Where is the site located?
GPS: 49° 51′ 39.92″ N, 15° 58′ 59.99″ E
The area lies in the eastern part of the Iron Mountains National Geopark. Here, the Iron Mountains stretching towards the Skuteč area in the southwest, pass into the curved margin of the East Bohemian Table in the northwestern vicinity of Přibylov.
What is the geological position of the site?
The site is located in the Bohemian Massif, in the marginal area of the Bohemian Cretaceous Basin. The text below will focus on rocks preserved here after the last flooding of the landscape in the Late Cretaceous at the end of the Mesozoic.
What happened at this site in the past?
– 95 million years
In the course of the Mesozoic, the supercontinent of Pangea was falling apart into separate tectonic plates, which drifted atop the elastic asthenosphere. In the latest Mesozoic, this area was lying on the Northern Hemisphere, becoming a part of the Eurasian Plate. The climate was very warm, controlled by the greenhouse effect which induced a progressive rise of global sea level. Flooding occurred over large portions of dry land, first by freshwaters of rivers and lakes. Later on, a large part of the Bohemian Massif became a part of a shallow sea passage. This site was located in a shallow near-shore zone, colonized by ancient vegetation both on dry land and in water. Waters were dominated by the representatives of molluscs and fish.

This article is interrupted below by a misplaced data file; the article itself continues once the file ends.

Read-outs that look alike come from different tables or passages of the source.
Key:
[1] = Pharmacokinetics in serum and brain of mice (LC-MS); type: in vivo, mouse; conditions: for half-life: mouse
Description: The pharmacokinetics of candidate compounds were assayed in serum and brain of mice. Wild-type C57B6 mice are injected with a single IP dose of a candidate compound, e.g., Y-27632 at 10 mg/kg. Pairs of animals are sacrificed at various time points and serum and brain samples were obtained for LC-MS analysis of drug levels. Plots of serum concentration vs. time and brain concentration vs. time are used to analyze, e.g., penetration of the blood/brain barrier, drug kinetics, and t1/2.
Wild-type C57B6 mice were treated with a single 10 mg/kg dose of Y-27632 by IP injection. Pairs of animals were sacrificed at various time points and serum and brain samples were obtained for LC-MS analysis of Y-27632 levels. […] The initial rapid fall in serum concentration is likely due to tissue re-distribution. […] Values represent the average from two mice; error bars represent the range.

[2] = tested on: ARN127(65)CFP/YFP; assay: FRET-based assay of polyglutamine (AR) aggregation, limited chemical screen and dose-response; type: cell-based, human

What does the site display today?
Geological footwall in the Přibylov area is formed by Upper Cretaceous sediments of the Bohemian Cretaceous Basin. The basin fill in this area is represented by marine sediments of the Bílá hora Formation. They were deposited in Early Turonian (Lower Turonian is the second age of Upper Cretaceous). They are underlain by older, sand-dominated sediments of the Korycany Member of Cenomanian age (Cenomanian is the first age of Upper Cretaceous). These are exposed primarily in the valley of the Svatoanenský Stream.
The Bílá hora Formation is composed of hard, light yellow to greyish-yellow sandy marlstone, silicified in places, showing distinct jointing and bedding. It is traditionally called opoka by the stonemasons.
Opoka is fine sediment which originated from clay, quartz and calcite below sea level. Through geological ages, it became consolidated. Its marine origin is corroborated by greenish mineral glauconite, which is present in the form of minute green grains.
Upper Cretaceous sediments play a significant role in the creation and accumulation of groundwater. A two-aquifer hydraulic system can be recognized in this area because two almost independently functioning horizons of groundwater are developed here.
The first aquifer is a deeper-lying one, associated with older, sand-dominated sediments of Cenomanian age. They hold water in pores among individual sand grains. The second aquifer developed in opokas of the Bílá hora Formation which are fed with water from a system of joints. The two aquifers are separated from each other by an interval of clay-dominated sediments. They function independently, unless deformed with subsequent faulting.